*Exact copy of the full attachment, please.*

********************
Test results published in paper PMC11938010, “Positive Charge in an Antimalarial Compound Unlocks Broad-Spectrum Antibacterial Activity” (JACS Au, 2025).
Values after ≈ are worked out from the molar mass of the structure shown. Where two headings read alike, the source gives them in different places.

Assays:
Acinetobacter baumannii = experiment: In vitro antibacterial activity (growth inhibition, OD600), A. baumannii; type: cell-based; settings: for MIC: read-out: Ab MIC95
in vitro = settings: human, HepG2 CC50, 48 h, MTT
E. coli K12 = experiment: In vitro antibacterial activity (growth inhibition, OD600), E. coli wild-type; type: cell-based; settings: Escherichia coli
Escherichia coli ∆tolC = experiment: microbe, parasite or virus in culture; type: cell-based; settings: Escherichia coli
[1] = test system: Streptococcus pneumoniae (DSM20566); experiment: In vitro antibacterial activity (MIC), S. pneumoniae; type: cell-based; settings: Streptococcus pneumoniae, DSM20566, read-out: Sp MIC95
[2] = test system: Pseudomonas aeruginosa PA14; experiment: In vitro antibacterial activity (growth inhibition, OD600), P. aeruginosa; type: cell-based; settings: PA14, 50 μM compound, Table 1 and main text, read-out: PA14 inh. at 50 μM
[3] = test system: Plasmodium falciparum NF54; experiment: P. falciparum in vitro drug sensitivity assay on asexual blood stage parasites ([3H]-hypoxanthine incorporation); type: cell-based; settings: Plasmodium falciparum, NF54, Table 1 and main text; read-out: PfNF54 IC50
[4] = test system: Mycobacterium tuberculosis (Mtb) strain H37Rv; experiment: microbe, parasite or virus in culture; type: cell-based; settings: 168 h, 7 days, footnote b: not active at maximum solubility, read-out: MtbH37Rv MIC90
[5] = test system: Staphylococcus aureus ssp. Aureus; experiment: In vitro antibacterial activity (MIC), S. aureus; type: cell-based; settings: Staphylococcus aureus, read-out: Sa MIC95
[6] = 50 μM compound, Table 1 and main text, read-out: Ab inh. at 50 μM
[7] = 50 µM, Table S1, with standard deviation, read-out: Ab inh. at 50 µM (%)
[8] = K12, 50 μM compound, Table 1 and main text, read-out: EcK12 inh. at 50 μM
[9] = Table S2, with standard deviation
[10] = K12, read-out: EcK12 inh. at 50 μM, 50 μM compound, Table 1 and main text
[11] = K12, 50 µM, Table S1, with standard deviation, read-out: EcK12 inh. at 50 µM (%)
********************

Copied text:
Test results published in paper PMC11938010, “Positive Charge in an Antimalarial Compound Unlocks Broad-Spectrum Antibacterial Activity” (JACS Au, 2025).
Values after ≈ are worked out from the molar mass of the structure shown. Where two headings read alike, the source gives them in different places.

Assays:
Acinetobacter baumannii = experiment: In vitro antibacterial activity (growth inhibition, OD600), A. baumannii; type: cell-based; settings: for MIC: read-out: Ab MIC95
in vitro = settings: human, HepG2 CC50, 48 h, MTT
E. coli K12 = experiment: In vitro antibacterial activity (growth inhibition, OD600), E. coli wild-type; type: cell-based; settings: Escherichia coli
Escherichia coli ∆tolC = experiment: microbe, parasite or virus in culture; type: cell-based; settings: Escherichia coli
[1] = test system: Streptococcus pneumoniae (DSM20566); experiment: In vitro antibacterial activity (MIC), S. pneumoniae; type: cell-based; settings: Streptococcus pneumoniae, DSM20566, read-out: Sp MIC95
[2] = test system: Pseudomonas aeruginosa PA14; experiment: In vitro antibacterial activity (growth inhibition, OD600), P. aeruginosa; type: cell-based; settings: PA14, 50 μM compound, Table 1 and main text, read-out: PA14 inh. at 50 μM
[3] = test system: Plasmodium falciparum NF54; experiment: P. falciparum in vitro drug sensitivity assay on asexual blood stage parasites ([3H]-hypoxanthine incorporation); type: cell-based; settings: Plasmodium falciparum, NF54, Table 1 and main text; read-out: PfNF54 IC50
[4] = test system: Mycobacterium tuberculosis (Mtb) strain H37Rv; experiment: microbe, parasite or virus in culture; type: cell-based; settings: 168 h, 7 days, footnote b: not active at maximum solubility, read-out: MtbH37Rv MIC90
[5] = test system: Staphylococcus aureus ssp. Aureus; experiment: In vitro antibacterial activity (MIC), S. aureus; type: cell-based; settings: Staphylococcus aureus, read-out: Sa MIC95
[6] = 50 μM compound, Table 1 and main text, read-out: Ab inh. at 50 μM
[7] = 50 µM, Table S1, with standard deviation, read-out: Ab inh. at 50 µM (%)
[8] = K12, 50 μM compound, Table 1 and main text, read-out: EcK12 inh. at 50 μM
[9] = Table S2, with standard deviation
[10] = K12, read-out: EcK12 inh. at 50 μM, 50 μM compound, Table 1 and main text
[11] = K12, 50 µM, Table S1, with standard deviation, read-out: EcK12 inh. at 50 µM (%)